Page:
Functional analysis of the Ashbya gossypii Fps1 homolog
Conference poster, 2010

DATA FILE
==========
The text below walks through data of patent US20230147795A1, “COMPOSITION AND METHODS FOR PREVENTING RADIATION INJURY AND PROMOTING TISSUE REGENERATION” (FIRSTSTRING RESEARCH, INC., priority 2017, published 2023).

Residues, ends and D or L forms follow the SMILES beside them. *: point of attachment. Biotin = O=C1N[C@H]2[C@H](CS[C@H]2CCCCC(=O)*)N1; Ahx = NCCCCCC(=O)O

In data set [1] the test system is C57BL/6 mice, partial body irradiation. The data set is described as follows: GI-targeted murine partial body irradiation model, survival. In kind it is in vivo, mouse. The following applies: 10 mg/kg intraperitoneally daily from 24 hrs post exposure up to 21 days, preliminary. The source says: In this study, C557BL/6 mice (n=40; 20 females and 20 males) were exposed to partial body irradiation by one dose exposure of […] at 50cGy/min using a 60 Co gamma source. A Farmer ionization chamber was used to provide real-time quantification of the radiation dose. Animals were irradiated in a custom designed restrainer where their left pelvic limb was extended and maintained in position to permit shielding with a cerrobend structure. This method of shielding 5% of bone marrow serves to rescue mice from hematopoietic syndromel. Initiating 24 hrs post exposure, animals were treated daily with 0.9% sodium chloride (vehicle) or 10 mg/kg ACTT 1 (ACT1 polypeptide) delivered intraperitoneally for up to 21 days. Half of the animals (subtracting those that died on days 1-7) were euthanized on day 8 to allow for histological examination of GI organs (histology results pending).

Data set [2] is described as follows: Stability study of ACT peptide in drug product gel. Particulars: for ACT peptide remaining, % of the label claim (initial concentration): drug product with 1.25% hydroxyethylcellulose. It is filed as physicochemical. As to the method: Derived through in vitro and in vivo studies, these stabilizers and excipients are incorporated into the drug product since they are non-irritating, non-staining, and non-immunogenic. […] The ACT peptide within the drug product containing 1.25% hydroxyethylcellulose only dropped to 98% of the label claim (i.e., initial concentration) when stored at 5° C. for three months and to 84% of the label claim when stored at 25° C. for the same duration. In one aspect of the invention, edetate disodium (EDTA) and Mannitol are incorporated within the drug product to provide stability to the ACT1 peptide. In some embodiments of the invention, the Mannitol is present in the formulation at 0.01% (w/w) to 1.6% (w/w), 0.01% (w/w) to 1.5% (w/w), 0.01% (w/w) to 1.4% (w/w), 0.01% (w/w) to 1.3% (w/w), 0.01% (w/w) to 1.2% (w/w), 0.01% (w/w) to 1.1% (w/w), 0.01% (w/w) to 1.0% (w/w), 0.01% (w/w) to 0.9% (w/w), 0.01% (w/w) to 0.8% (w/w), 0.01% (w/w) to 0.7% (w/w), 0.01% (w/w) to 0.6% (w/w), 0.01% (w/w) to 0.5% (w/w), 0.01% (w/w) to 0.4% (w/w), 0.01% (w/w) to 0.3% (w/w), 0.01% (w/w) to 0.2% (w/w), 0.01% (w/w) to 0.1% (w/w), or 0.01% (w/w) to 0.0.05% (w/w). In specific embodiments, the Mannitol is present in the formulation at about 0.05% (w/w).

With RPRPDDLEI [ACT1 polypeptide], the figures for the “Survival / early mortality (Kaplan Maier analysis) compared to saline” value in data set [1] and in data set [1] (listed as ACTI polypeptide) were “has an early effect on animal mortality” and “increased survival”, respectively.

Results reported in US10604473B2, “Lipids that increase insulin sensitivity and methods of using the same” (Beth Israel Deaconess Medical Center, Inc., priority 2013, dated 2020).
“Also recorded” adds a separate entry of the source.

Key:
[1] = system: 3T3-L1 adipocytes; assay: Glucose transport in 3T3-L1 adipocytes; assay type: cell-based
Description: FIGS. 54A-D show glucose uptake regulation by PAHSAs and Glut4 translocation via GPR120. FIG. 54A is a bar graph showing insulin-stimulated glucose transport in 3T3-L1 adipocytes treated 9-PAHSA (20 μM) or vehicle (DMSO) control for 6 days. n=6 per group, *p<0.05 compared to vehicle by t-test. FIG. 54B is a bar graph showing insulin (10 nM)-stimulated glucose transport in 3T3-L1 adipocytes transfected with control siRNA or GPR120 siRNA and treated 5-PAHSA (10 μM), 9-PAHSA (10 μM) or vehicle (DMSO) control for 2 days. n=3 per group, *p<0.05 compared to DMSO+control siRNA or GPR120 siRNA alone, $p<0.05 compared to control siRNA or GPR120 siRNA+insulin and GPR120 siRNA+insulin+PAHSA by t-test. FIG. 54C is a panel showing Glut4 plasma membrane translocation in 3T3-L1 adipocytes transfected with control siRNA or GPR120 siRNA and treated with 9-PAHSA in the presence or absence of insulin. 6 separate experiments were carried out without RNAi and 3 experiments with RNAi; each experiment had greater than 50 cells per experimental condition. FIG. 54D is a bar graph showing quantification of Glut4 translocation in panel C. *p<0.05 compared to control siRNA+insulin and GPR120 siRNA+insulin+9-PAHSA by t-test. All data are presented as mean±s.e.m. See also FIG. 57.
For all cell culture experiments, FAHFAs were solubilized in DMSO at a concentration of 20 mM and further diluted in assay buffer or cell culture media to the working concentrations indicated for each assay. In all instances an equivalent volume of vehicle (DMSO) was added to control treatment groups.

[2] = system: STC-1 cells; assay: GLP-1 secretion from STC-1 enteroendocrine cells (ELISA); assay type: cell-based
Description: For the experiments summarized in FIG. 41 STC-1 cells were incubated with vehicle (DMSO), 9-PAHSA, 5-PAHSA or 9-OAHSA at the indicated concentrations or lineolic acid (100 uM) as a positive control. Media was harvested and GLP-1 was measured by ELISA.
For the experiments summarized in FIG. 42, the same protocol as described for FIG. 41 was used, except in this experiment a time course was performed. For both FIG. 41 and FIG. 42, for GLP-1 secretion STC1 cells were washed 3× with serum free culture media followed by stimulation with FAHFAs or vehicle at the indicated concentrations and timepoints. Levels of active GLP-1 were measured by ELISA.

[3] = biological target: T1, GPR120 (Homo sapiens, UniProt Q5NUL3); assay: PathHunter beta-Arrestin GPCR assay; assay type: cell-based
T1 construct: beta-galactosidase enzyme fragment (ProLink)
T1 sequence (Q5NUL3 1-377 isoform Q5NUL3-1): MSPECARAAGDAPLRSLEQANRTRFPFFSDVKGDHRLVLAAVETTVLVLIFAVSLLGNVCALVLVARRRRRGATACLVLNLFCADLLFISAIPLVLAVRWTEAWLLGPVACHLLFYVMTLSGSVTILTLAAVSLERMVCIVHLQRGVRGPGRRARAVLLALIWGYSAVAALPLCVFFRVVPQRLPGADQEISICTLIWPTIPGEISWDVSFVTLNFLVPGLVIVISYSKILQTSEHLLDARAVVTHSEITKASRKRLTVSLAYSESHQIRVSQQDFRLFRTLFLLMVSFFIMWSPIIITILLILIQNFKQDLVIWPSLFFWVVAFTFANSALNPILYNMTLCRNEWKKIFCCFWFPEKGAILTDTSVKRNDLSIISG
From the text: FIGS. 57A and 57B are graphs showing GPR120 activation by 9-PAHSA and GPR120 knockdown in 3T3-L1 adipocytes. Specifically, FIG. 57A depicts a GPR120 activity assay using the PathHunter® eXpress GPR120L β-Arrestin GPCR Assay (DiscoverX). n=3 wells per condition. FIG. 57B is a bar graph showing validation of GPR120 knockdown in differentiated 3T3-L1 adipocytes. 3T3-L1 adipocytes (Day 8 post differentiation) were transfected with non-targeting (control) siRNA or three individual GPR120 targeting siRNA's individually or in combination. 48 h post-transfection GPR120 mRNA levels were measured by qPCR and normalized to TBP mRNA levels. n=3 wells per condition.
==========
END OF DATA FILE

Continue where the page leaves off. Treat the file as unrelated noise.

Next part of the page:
Saccharomyces cerevisiae aquaglyceroporin Fps1 plays a central role in yeast osmoregulation, controlling the intracellular level of the compatible solute glycerol. When a cell encounter hyperosmotic conditions, Fps1 closes rapidly to ensure retention and accumulation of glycerol. In adaptation to lower external osmolarity, Fps1 opens again to release glycerol and hence turgor pressure. Mutants lacking Fps1 can not withstand a hypo-osmotic shock as well as wild type cells. Fps1 has unusually long N- and C-terminal extensions, and regulatory domains that are crucial for the gating mechanism have been identified on both termini. Fps1 also facilitates passive uptake of other small molecules such as arsenite and acidic acid. The filamentous fungi Ashbya gossypii Fps1 homolog (AgFps1) has shorter termini than Fps1. The aim of this study is to determine the function of AgFps1 by heterologous expression in S. cerevisiae fps1Δ mutants, and to study the physiological role of AgFps1 by deletion analysis in Ashbya gossypii. We can show that heterologous expression of AgFps1 in S. cerevisiae can substitute for Fps1 by releasing excessive glycerol upon a hypo-osmotic shock. AgFps1 expressed in S. cerevisiae appears to be hyperactive under hyperosmotic conditions, and exchanging the N- and C-terminal extensions for the corresponding termini of Fps1 is not sufficient to generate a regulated channel. Further, successful deletion of AgFPS1 renders an Ashbya gossypii mutant more resistant to arsenite than wild type fungi, indicating that AgFps1 transports arsenite.